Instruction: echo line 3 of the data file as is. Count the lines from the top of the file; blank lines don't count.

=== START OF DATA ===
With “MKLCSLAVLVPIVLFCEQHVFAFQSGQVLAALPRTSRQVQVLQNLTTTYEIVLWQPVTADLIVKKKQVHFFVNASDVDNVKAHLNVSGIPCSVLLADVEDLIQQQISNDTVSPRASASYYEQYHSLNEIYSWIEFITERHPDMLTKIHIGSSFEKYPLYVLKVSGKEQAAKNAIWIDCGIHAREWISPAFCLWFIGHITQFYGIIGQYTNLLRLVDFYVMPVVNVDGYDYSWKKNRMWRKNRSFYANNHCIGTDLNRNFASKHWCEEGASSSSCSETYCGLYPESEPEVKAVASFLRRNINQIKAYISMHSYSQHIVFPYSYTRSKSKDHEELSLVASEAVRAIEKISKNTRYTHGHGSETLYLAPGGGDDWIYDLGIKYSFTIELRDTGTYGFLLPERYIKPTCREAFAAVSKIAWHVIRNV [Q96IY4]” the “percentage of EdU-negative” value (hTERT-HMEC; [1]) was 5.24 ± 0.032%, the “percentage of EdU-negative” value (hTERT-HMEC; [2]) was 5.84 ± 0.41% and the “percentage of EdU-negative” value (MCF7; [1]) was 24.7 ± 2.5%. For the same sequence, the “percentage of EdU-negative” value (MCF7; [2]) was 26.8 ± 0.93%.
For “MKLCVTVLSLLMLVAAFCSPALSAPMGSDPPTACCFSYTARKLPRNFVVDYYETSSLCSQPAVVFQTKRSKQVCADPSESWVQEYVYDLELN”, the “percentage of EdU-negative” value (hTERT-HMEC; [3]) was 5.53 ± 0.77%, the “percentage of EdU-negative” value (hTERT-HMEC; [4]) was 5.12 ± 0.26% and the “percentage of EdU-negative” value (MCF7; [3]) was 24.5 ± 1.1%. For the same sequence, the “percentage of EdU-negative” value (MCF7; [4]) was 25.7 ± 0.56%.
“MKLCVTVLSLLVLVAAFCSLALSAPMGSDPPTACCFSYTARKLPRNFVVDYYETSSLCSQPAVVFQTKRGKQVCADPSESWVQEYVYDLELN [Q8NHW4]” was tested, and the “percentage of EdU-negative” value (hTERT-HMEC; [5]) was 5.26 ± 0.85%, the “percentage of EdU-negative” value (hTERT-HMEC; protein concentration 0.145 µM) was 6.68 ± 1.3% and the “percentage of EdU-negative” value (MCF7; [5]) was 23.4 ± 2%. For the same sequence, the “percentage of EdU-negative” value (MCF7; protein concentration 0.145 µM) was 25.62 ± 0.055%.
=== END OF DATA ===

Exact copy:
“MKLCVTVLSLLVLVAAFCSLALSAPMGSDPPTACCFSYTARKLPRNFVVDYYETSSLCSQPAVVFQTKRGKQVCADPSESWVQEYVYDLELN [Q8NHW4]” was tested, and the “percentage of EdU-negative” value (hTERT-HMEC; [5]) was 5.26 ± 0.85%, the “percentage of EdU-negative” value (hTERT-HMEC; protein concentration 0.145 µM) was 6.68 ± 1.3% and the “percentage of EdU-negative” value (MCF7; [5]) was 23.4 ± 2%. For the same sequence, the “percentage of EdU-negative” value (MCF7; protein concentration 0.145 µM) was 25.62 ± 0.055%.